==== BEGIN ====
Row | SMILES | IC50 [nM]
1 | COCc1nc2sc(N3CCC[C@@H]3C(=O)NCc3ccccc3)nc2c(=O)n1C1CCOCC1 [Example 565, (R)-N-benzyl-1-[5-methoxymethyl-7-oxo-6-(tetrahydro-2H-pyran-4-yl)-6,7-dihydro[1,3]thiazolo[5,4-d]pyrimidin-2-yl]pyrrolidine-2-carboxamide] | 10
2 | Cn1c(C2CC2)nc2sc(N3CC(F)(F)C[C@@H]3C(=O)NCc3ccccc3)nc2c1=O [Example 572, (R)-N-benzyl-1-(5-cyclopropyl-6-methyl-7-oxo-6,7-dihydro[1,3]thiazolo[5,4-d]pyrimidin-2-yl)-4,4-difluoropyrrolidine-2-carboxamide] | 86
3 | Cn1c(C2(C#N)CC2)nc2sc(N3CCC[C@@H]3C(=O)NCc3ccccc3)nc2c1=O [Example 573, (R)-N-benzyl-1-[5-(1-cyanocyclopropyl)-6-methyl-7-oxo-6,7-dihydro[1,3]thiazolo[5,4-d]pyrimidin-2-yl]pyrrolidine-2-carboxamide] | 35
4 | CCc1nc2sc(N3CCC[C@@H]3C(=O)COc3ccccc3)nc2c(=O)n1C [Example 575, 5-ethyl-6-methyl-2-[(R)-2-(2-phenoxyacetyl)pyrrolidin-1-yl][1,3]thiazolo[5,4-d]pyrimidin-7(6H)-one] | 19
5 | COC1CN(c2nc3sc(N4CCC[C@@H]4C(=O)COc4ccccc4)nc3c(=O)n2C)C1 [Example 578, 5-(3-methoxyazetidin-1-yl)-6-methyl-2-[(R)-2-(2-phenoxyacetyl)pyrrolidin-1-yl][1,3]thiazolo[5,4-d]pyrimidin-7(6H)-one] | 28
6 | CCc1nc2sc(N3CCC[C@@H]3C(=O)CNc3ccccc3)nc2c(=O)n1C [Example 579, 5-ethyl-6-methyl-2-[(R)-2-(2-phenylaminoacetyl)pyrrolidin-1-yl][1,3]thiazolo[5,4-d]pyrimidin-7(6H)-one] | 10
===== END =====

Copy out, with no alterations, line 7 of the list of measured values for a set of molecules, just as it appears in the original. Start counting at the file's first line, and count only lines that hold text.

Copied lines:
6 | CCc1nc2sc(N3CCC[C@@H]3C(=O)CNc3ccccc3)nc2c(=O)n1C [Example 579, 5-ethyl-6-methyl-2-[(R)-2-(2-phenylaminoacetyl)pyrrolidin-1-yl][1,3]thiazolo[5,4-d]pyrimidin-7(6H)-one] | 10